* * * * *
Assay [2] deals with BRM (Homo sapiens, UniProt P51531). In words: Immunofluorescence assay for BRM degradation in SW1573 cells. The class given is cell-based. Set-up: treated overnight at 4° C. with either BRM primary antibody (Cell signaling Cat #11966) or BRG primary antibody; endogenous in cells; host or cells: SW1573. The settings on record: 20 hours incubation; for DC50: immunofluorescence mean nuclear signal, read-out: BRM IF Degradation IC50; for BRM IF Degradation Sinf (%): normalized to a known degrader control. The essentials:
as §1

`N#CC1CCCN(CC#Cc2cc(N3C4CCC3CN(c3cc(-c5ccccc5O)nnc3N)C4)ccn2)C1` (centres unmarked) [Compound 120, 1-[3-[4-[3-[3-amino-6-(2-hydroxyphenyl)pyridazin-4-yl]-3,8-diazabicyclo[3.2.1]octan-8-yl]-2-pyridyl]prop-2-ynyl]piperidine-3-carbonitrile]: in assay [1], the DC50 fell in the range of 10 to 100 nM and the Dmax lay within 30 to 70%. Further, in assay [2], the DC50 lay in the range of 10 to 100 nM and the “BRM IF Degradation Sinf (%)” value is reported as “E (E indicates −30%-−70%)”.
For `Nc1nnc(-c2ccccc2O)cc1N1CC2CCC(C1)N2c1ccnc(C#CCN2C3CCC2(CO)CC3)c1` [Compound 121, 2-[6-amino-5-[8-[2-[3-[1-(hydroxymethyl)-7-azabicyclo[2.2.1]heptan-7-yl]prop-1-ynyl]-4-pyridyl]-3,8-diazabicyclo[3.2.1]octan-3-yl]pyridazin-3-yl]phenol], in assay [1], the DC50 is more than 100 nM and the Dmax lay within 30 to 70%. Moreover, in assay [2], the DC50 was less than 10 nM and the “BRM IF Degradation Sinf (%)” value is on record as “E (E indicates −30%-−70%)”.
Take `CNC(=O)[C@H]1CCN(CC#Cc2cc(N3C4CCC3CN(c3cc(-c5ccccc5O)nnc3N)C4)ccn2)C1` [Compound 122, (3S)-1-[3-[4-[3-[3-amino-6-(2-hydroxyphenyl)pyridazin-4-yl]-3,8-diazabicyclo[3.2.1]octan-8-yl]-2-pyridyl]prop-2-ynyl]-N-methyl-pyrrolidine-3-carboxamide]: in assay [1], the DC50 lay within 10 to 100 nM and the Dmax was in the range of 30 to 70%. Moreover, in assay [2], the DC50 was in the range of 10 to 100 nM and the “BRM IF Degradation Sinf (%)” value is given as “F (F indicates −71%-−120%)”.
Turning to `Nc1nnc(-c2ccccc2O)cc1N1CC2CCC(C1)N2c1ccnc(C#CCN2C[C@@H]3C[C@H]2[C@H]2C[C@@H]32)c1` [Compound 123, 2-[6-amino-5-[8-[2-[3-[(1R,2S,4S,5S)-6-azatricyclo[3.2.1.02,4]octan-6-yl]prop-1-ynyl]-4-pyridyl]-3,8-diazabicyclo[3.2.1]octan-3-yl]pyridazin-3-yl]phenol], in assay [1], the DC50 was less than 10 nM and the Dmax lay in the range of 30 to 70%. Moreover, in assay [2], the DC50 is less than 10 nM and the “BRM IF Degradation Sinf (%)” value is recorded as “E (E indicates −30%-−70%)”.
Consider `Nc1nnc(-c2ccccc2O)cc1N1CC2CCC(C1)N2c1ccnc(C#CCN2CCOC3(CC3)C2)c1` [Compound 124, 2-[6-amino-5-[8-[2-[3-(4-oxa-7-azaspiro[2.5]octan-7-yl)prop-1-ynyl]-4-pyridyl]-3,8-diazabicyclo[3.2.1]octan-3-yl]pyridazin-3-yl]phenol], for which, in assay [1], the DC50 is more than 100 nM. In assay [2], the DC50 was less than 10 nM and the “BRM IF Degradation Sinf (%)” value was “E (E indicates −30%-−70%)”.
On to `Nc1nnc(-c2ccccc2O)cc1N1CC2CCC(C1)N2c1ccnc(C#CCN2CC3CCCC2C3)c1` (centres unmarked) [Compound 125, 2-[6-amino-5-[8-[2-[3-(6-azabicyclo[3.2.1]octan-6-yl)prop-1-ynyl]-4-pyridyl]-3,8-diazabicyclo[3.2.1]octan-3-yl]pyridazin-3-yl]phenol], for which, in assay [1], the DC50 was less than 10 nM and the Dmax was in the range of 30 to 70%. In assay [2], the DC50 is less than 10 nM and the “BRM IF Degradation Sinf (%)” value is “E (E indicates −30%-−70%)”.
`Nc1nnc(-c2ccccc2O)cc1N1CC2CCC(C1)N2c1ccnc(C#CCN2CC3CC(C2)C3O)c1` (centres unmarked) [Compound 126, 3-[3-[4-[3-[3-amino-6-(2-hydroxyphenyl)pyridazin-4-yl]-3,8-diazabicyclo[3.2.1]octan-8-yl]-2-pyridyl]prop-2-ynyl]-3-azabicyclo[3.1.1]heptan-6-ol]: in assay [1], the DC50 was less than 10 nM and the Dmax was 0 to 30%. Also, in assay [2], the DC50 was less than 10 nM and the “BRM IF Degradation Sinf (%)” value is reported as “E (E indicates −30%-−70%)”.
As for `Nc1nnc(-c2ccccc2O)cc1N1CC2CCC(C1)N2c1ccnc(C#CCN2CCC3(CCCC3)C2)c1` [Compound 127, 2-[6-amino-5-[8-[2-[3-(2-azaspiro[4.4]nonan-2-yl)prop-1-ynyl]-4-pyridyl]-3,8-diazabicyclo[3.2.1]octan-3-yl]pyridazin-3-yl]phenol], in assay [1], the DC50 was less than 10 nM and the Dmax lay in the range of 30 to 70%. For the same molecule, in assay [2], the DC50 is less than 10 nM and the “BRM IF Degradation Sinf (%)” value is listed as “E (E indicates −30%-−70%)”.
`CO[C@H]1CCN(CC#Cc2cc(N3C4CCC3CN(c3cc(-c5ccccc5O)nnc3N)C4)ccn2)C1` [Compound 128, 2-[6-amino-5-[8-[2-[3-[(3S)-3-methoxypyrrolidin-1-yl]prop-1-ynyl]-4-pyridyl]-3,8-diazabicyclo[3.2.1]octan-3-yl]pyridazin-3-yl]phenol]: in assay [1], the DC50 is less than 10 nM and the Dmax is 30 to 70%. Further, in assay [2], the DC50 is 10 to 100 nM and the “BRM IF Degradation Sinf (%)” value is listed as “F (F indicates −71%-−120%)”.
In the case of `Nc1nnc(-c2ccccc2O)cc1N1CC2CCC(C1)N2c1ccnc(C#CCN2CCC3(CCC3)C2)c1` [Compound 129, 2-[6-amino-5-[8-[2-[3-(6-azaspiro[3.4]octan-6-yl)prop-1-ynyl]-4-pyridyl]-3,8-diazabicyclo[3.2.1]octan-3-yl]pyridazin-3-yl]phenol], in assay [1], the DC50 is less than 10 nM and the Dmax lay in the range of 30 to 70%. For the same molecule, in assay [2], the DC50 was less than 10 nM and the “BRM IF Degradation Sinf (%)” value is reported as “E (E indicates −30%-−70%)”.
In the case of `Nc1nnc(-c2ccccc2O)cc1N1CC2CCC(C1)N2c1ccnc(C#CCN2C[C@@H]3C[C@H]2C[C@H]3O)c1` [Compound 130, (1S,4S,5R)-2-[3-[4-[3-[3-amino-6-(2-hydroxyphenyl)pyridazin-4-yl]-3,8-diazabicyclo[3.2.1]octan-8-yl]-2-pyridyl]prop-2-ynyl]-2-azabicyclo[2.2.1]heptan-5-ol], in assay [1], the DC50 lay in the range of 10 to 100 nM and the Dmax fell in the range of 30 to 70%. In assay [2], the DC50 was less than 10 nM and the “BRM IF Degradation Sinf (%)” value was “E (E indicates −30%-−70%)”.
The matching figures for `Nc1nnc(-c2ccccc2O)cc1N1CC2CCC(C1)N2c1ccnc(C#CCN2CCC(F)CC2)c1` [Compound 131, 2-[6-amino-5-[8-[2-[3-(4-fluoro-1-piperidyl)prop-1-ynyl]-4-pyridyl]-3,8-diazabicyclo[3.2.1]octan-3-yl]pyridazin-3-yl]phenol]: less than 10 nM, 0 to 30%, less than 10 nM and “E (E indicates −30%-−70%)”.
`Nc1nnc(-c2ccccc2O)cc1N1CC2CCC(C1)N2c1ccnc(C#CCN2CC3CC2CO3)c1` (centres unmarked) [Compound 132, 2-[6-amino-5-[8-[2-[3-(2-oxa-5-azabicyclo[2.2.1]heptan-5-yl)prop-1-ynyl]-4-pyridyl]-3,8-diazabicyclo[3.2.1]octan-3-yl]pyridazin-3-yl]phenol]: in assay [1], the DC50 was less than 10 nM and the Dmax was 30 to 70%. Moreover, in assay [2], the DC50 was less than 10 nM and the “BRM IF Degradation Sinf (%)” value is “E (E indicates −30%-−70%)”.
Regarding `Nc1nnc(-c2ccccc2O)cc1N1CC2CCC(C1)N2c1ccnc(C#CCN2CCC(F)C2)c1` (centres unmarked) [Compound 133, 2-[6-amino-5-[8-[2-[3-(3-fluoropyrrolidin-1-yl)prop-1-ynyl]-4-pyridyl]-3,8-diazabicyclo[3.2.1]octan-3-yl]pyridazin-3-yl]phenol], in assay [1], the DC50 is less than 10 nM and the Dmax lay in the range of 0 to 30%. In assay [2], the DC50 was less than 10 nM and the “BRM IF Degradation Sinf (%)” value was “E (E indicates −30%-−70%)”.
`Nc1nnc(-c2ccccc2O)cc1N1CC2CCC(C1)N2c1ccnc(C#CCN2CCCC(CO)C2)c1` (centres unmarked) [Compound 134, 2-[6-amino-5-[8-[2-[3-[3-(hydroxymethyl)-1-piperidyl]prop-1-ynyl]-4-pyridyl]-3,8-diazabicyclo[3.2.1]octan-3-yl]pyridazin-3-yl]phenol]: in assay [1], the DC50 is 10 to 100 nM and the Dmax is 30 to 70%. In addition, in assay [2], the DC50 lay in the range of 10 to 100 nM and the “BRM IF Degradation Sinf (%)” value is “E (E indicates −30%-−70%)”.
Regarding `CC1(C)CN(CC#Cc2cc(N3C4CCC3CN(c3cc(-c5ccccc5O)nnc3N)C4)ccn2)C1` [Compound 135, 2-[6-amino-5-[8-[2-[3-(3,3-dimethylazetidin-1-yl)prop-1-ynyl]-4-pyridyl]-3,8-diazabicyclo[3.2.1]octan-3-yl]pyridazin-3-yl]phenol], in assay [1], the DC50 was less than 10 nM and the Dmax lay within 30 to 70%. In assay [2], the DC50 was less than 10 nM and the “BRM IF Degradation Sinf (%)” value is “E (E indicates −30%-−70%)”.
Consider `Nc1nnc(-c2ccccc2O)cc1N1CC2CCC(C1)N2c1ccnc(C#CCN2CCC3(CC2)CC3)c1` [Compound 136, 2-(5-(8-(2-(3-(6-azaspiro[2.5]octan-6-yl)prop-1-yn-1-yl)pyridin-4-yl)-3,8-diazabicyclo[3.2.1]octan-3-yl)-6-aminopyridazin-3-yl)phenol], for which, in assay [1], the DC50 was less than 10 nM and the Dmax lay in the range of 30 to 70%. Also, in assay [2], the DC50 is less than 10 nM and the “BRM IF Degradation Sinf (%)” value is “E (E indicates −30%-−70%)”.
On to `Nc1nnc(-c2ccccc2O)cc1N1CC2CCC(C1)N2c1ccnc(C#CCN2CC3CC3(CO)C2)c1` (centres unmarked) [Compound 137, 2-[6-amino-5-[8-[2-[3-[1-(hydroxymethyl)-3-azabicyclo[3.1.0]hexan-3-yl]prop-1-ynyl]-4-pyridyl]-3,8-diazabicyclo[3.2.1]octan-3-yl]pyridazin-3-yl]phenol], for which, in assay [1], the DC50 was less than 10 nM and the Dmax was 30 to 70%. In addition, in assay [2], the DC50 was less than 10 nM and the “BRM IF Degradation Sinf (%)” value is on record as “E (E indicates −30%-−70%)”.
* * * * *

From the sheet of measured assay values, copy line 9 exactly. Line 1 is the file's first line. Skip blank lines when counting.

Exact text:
`Nc1nnc(-c2ccccc2O)cc1N1CC2CCC(C1)N2c1ccnc(C#CCN2CC3CC(C2)C3O)c1` (centres unmarked) [Compound 126, 3-[3-[4-[3-[3-amino-6-(2-hydroxyphenyl)pyridazin-4-yl]-3,8-diazabicyclo[3.2.1]octan-8-yl]-2-pyridyl]prop-2-ynyl]-3-azabicyclo[3.1.1]heptan-6-ol]: in assay [1], the DC50 was less than 10 nM and the Dmax was 0 to 30%. Also, in assay [2], the DC50 was less than 10 nM and the “BRM IF Degradation Sinf (%)” value is reported as “E (E indicates −30%-−70%)”.